“When I see you through my eyes, I think that we are different. When I see you through my heart, I know we are the same”.Doe Zantamanta
It is so important to teach our students to see with their heart. Reading books with characters who have different abilities helps our students to do this. It helps them to build empathy and respect. It gives the chance to look beyond a person’s disability and see who they are inside. And it also allows children who have a disability to see themselves reflected in the book.
This book list features 16 picture books with children who have different abilities. This includes children with autism and Down’s Syndrome and children who are in a wheelchair, are dyslexic or have a learning disability of some kind.
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47 Strings : Tessa’s Special Code by Becky Carey
A children’s picture book about the remarkable lessons to be learned from a little girl named Tessa, who was born with Down syndrome. This book describes, in easy-to-understand language and with sensitivity, some of the challenges baby Tessa’s special ‘code’ might bring — while never losing focus on the message that a family’s love is the same for everyone.
The Art of Miss Chew by Patricia Polacco
Describes how a teacher named Miss Chew encouraged individuality, and accepted learning differences, and helped a young student with academic difficulties get extra time to take tests and permission to be in advanced art classes. Inspired by the author’s memories of her art teacher.
Hello Goodbye Dog by Maria Gianferrari
Moose loves helping his girl, Zara, and Zara loves having her dog Moose help her. Unfortunately, dogs aren’t allowed at school, and Moose’s escape acts from his house, his crate, and the backyard aren’t helping his cause. How can Zara get her lovable pooch a free pass to the classroom?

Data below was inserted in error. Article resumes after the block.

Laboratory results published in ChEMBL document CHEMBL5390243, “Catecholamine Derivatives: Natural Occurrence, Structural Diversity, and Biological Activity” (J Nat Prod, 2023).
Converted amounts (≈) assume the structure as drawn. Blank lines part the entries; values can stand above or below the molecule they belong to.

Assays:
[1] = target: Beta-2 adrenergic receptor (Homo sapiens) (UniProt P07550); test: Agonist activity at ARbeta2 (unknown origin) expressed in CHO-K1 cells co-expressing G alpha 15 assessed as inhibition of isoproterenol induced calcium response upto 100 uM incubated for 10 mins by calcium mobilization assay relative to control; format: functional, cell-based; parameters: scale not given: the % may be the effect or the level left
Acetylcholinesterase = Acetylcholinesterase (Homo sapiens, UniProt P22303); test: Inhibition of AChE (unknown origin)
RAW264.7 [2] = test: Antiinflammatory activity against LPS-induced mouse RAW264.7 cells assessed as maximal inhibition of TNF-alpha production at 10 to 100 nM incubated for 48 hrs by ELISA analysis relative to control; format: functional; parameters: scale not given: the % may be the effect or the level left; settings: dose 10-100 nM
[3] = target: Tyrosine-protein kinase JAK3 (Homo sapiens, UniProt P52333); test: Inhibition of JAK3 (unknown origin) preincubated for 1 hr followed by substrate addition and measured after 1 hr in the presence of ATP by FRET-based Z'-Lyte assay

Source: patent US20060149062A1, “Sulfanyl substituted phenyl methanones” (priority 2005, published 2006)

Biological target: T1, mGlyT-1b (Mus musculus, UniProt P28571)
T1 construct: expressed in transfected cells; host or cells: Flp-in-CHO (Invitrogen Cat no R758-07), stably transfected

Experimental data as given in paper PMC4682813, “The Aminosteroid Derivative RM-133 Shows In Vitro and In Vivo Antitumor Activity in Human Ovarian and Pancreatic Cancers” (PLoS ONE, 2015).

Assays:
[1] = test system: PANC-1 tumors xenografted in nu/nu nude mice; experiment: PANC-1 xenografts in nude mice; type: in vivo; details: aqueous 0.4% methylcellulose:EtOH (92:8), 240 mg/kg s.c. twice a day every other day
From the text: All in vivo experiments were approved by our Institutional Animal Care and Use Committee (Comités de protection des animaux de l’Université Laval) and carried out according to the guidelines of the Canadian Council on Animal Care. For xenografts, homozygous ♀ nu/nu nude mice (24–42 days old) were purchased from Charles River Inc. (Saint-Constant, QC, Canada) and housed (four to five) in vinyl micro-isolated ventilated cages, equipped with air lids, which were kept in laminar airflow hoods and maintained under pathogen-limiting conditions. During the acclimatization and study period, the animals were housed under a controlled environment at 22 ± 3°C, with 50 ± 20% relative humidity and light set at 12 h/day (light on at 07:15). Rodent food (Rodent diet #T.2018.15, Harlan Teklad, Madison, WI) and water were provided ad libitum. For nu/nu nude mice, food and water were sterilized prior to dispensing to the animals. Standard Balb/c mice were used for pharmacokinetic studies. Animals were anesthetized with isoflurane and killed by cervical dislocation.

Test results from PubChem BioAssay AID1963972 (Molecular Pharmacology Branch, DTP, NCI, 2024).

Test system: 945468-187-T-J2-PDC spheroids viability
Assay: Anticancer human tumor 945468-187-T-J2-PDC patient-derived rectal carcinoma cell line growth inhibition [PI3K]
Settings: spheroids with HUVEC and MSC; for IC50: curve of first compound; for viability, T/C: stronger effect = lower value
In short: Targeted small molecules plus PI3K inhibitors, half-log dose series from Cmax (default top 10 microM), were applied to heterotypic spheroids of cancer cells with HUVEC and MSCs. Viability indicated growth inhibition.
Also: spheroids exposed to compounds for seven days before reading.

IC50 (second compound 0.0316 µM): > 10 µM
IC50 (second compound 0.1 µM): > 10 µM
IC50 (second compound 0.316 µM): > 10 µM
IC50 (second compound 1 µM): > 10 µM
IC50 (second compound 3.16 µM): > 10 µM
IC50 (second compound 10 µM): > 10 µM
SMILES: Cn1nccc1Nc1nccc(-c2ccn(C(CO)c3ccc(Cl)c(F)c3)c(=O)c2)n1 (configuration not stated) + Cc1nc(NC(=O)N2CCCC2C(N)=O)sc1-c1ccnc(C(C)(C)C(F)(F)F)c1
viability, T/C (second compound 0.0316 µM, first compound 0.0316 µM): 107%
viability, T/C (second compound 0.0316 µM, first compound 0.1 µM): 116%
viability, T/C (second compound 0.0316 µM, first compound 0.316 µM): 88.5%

How to build a hug : Temple Grandin and her amazing squeeze machine by Amy Guglielmo
As a young girl, Temple Grandin loved folding paper kites, making obstacle courses, and building lean-tos. But she really didn’t like hugs. Temple wanted to be held–but to her, hugs felt like being stuffed inside the scratchiest sock in the world; like a tidal wave of dentist drills, sandpaper, and awful cologne, coming at her all at once. Would she ever get to enjoy the comfort of a hug? Then one day, Temple had an idea. If she couldn’t receive a hug, she would make one…she would build a hug machine!
Just ask! –be different, be brave, be you by Sonia Sotomayor
This book is about 12 friends who have different abilities from diabetes, Down Syndrome, autism, blindness, tourette’s syndrome and deafness. It shows how each of these children can work together and use their different abilities to create something wonderful.
Uniquely wired : a book about autism and its gifts by Julia Cook
Zak has autism, so he sometimes responds to the world around him in unconventional ways. As he describes his point of view, young readers gain a better understanding of his behaviors and learn valuable lessons about patience, tolerance, and understanding.
Where Oliver Fits by Cale Atkinson
Oliver is a little puzzle piece who is excited to find out where he fits. Will he be… in the mane of a unicorn? On the tentacle of a pirate squid? Part of a beautiful sunset or a fiery volcano? A member of a monster rock band? But when he goes in search of his perfect place, Oliver discovers that finding where he belongs is harder than he thought.